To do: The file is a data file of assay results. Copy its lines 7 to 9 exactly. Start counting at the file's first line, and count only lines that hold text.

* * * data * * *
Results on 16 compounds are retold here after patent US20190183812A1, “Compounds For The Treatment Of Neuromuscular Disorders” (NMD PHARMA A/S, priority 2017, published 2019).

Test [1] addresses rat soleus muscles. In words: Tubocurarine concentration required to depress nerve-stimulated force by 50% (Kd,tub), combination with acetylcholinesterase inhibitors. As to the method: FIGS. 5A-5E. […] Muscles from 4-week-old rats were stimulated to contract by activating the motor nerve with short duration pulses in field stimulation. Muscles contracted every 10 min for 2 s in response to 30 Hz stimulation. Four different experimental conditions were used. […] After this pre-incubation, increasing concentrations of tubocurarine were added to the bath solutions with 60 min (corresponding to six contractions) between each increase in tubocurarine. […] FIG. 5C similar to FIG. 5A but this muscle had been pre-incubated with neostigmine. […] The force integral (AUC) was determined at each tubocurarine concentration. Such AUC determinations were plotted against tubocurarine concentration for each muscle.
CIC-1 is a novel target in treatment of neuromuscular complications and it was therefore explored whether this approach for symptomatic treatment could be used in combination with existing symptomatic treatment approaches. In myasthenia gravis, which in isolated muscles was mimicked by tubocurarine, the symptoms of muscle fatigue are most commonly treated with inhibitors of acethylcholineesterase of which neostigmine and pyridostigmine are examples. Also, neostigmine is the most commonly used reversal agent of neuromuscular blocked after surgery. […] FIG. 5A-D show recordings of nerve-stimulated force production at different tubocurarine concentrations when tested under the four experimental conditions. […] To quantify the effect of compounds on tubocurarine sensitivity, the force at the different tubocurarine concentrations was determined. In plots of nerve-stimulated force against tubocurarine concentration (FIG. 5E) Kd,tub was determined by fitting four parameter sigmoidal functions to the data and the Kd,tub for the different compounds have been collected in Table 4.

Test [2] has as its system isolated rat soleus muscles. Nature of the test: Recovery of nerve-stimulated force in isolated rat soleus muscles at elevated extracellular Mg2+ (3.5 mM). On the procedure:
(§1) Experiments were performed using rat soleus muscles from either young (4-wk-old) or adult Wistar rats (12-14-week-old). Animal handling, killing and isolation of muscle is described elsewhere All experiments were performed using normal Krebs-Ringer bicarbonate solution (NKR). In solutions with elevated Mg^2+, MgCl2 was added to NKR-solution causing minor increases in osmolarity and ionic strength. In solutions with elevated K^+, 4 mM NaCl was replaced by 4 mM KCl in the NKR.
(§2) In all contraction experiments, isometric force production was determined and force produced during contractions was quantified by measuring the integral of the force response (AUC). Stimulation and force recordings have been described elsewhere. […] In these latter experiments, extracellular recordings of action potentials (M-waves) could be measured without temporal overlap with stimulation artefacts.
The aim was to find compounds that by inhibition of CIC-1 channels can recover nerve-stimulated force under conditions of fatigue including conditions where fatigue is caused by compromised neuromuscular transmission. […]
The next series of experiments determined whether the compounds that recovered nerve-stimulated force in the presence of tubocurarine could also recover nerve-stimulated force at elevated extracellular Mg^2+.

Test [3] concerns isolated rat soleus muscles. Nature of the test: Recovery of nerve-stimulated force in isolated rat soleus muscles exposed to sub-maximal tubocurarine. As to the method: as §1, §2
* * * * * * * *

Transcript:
The aim was to find compounds that by inhibition of CIC-1 channels can recover nerve-stimulated force under conditions of fatigue including conditions where fatigue is caused by compromised neuromuscular transmission. […]
The next series of experiments determined whether the compounds that recovered nerve-stimulated force in the presence of tubocurarine could also recover nerve-stimulated force at elevated extracellular Mg^2+.

Test [3] concerns isolated rat soleus muscles. Nature of the test: Recovery of nerve-stimulated force in isolated rat soleus muscles exposed to sub-maximal tubocurarine. As to the method: as §1, §2